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The Jefferson Era

The Jefferson Era

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The Jefferson Era

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  1. The Jefferson Era 1800-1812

  2. Election of 1800 • In the election of 1800: • Federalists: John Adams & Thomas Pinckney • Democratic-Republicans: Thomas Jefferson & Aaron Burr • Jefferson and Burr tied with 73 electoral votes each. In the case of a tie, Congress decides the winner. • Alexander Hamilton encouraged Congress to vote against Burr. Jefferson won, Burr was Vice-President. • Shortly after this election, the 12th amendment required that president and vice-president run on the same party ballots. • Aaron Burr believed that Hamilton stole his victory.

  3. Less Federal Government • Thomas Jefferson drastically reduced the power and size of the government. He believed in a laissez-faire style of government (let the people do as they choose.) • He felt the nation should be made up of small, independent farmers. • Under Jefferson, the government ended the unpopular Alien & Sedition Acts. • He also reduced the federal debt by cutting the army by 1/3 and the navy from 25 to 7 ships. • He also repealed the whiskey tax. He only taxed imports. • Jefferson believed the federal government should be limited to the following jobs: • Deliver the mail • Collect customs duties • Conduct a census every ten years

  4. Judicial Review • The Judiciary Act of 1801 was passed by the Federalists before Jefferson took office. Adams appointed many Federalist judges, including John Marshall as the new chief justice of the Supreme Court, in order to shut Jefferson out. • William Marbury’s commission was not delivered on time. He took his case to the Supreme Court. • In the case of Marbury v. Madison, John Marshall ruled that the Congress had overstepped its authority. • He extended the power of the Supreme Court at the expense of the states when he established three principles of judicial review: • Constitution is the supreme law of the land • In conflicts with any other laws, the Constitution wins • The job of the Judicial Branch is to uphold the Constitution

  5. There’s More Land out There 1803 • During the early 1800s, many settlers loaded everything they had into Conestoga wagons (especially their rifles and axes) and headed west. • For these settlers, the Mississippi River and New Orleans were vital for shipping goods. • In 1802, Spain denied Americans access to these resources. • In a secret agreement, Spain gave the Louisiana Territory back to France. Napoleon was trying to establish an empire in Europe. • Thomas Jefferson was worried and sent Robert Livingston to France to offer $10 million for New Orleans. Napoleon countered with $15 million for all of Louisiana. This was too good to pass up. • Jefferson wasn’t sure, because the Constitution didn’t say anything about purchasing land from other countries. • But he was so excited about land for farmers, he found a loophole allowing for treaties. • In 1803, the Louisiana Purchase was done and it immediately doubled the size of the U.S.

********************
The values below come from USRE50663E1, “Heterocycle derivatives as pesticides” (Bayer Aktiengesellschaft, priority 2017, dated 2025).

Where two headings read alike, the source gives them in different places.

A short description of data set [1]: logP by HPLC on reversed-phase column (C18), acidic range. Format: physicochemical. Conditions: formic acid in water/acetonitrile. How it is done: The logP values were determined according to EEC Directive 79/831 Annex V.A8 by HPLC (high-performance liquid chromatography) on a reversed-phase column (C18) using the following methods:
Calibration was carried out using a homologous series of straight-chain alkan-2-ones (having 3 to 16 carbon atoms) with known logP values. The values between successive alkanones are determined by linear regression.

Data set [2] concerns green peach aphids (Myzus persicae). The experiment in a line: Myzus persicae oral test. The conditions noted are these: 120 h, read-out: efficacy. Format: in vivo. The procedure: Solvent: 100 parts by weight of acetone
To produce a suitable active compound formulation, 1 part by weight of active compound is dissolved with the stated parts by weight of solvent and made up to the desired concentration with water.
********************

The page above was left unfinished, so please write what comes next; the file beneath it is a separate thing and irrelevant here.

6. Lewis and Clark • Jefferson wanted to know more about Louisiana. He assigned Meriwether Lewis and William Clark to assemble a crew in 1804. They were later joined by a Shoshone woman named Sacagawea. • The expedition left from St. Louis with these goals: • Find a water route that stretched across the continent • Establish good relations with Native Americans • Describe the plants, animals, and landscape they saw • After Lewis and Clark returned from their journey, many settlers were eager to move west.

  7. Not a Bowl of Cherries • Zebulon Pike was sent to explore the Southern half of the Louisiana Purchase. • He searched for the source of the Arkansas and Red Rivers. He was captured by Spain after ending up at the Rio Grande. On his way back through the Great Plains, he described the area as a desert. • Many Federalists disagreed with the LA Purchase. They, along with Aaron Burr, threatened to secede. • Hamilton had never trusted Burr and was now worried about secession. When Burr lost his bid for NY governor, he blamed Hamilton. • Burr challenged Hamilton to a duel in 1804 where he shot and killed Hamilton.

  8. Some good… some bad • There were three long-lasting effects of Lewis & Clark and Pike’s exploration: • Accurate Maps: Lewis & Clark created more accurate maps that helped settlers move west. • Growth of the Fur Trade: Boosted interest. Hunters and trappers added to knowledge. • Mistaken View of the Great Plains: Pike said that because there were no trees, it was a desert and useless to farmers.